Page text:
Were you or your child recently bit by a dog? Did the bite require costly medical treatment and even time away from school or work? If so, you may be seeking compensation for your expenses. The dog's owner is likely to be the liable party. That's not always the case, though. There are some instances where other people are liable either instead of or in addition to the owner. Here are four non-owners who could be liable, depending on the circumstances:

Property owner.

What if the dog was loose and bit you or your child on a neighbor's property? In this case, both the owner and the neighbor could be liable. If the owner wasn't around, he or she could still be liable for not keeping the dog contained. Also, the neighbor could be liable if he or she knew the dog was on the property but did not make an effort to remove it. If it can be determined that the property owner allowed the dog onto the property, then he or she could have some liability for its actions while on the property.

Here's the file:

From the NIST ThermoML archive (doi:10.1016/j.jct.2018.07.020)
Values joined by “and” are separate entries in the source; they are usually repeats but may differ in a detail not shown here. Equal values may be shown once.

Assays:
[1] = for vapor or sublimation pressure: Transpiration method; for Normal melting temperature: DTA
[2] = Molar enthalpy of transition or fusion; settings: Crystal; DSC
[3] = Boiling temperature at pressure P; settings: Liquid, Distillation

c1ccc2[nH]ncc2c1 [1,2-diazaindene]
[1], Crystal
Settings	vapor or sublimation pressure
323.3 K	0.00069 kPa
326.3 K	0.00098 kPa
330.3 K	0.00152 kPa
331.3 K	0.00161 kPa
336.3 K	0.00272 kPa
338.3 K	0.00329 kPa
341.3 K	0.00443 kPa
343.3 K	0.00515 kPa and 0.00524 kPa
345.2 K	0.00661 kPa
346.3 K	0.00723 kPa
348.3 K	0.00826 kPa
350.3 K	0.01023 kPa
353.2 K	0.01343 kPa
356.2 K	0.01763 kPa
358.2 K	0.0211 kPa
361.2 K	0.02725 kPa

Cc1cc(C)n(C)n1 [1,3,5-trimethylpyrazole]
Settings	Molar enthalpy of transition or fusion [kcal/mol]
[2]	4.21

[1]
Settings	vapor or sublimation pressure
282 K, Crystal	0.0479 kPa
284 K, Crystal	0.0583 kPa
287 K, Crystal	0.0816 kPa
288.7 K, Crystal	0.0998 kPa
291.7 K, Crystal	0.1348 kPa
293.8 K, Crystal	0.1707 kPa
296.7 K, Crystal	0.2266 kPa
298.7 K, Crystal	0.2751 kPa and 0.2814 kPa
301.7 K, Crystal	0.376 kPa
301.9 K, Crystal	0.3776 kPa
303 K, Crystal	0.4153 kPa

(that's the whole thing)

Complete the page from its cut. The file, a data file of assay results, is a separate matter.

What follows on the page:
Family member.

This is usually relevant when the dog's owner is under the age of 18. A minor can't be held financially liable for a dog's actions. Instead. you and your injury attorney will need to determine who the dog's keeper is. This is an adult who, for all intensive purposes, cares for the dog. Usually, it's the child's parents, as they're the ones who house and feed the dog. However, if the dog spends time at the home of a grandparent or other family member, it's possible that they could be liable.

Non-owner keeper.

This often applies when a person is watching a dog that doesn't belong to them for a short period of time. For example, an owner may drop a dog off with a friend while the owner is on vacation. In this case, the friend becomes the dog's keeper during that period of time and can be held responsible for the dog's actions. This could also apply to professional dog walkers, babysitters, and anyone else who has been given responsibility for the dog while the owner is away.


A business isn't a person, but you can still hold a business responsible for a dog bite. If the management knew the dog was on the property and didn't take steps to manage it or remove it, they can be held responsible. For example, assume a dog is tied up to a sign outside a grocery store. The dog bites you or your child. If the store was aware of the dog's presence, you may be able to pursue compensation from them.

Talk to your injury lawyer at places like Breslin & Breslin/lawyers about the specifics surrounding the incident. They can identify the parties who may be liable and then start the litigation process.